It is untrue when people say that third parties have no effect, although they often have a different effect from the one intended. When Strom Thurmond bolted the Democrats in 1948, he wanted to teach Truman and the party a lesson, that they needed the Southern Democrats. Truman stuck to his guns, kept the robust civil rights plank in the Democratic platform and, in the event, did not need the Dixiecrat vote to defeat Dewey. In 1968, George Wallace took 46 electoral votes, less than Dukakis in 1988, more than Mondale in 1984. What did Wallace achieve? He alerted the GOP to the possibility of a southern strategy that has dominated the politics of the party of Lincoln to this day!
What do these two races have in common? Besides the racism! They were both regional challenges. I am asking myself: Seeing as the Democrats seem insistent on driving us pro-lifers from the party, and they have no means of winning back, say, Bart Stupak’s old seat with a NARAL-endorsed candidate, why not run a Catholic Party candidate in Michigan’s First District? Or in Pennsylvania’s Fifth? And, not just in the Midwest, but what about in Texas, which is getting purple to begin with and purple seems the best color for a Catholic who is committed to all the Church’s teachings! Why not encourage Catholics in non-swing states to use their presidential ballot to send a signal? If we got one or two percent of the vote in, say, Texas, or Maryland, why couldn’t we get one or two percent of the vote in Ohio or Florida, that is to say – pay attention to us swing voters who, like Ambassador Melady, want our politicians to fight it out at election time but then get down to the business of government once the American people have had their say. Pay attention to those of us who are committed to the defense of the unborn and the undocumented. In this age of SuperPACs, the possibility of approaching our political choices in novel ways is certainly more possible.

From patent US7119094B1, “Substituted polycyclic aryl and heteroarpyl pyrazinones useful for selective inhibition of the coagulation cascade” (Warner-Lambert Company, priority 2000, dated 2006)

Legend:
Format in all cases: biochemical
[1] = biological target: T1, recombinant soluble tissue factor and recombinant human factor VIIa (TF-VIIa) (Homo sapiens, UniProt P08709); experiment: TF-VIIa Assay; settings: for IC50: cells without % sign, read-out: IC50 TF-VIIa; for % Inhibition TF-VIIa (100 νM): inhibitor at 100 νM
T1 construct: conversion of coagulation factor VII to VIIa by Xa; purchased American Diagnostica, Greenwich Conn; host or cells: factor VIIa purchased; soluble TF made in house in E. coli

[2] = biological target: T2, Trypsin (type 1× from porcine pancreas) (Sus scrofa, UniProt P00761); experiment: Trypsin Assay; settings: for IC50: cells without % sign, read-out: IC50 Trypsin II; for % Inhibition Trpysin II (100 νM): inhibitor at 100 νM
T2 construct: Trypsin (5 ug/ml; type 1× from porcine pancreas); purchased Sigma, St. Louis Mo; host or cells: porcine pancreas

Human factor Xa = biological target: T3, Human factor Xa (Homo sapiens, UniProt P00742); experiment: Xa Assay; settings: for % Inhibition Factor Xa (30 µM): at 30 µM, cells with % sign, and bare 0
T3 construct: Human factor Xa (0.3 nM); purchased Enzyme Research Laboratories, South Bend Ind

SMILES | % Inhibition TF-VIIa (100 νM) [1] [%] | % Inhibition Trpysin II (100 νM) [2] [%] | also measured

I know, I know. In a country where separation of Church and State, albeit often misunderstood, is such a keystone of the national psyche, the opposition to a religiously based party would be huge, even though, as the Holy Father indicated in his speech to the Bundestag, it is one of the hallmarks of Catholicism, that we have always looked primarily to the natural law, and not to explicit revelation, for crafting our political views. But, surely it is time for those of us who live in the non-swing states to find more meaningful ways to make our voice heard? If you live in a non-swing state, and so all the worry about the election being a binary choice is so much foolishness, I invite you to join me tomorrow and cast your ballot for Thomas Melady for President! I will be writing in Sen. Bob Casey for Vice President. Will it matter? No, except that I will sleep soundly at night, which is no small thing. But if I had been more proactive, and if we had garnered, say, 10,000 votes for a write-in candidate in a non-swing state, and, in that same election, Ohio was decided by less than 10,000 votes, would people notice? The thought exercise might not start a movement. But, it should start us thinking.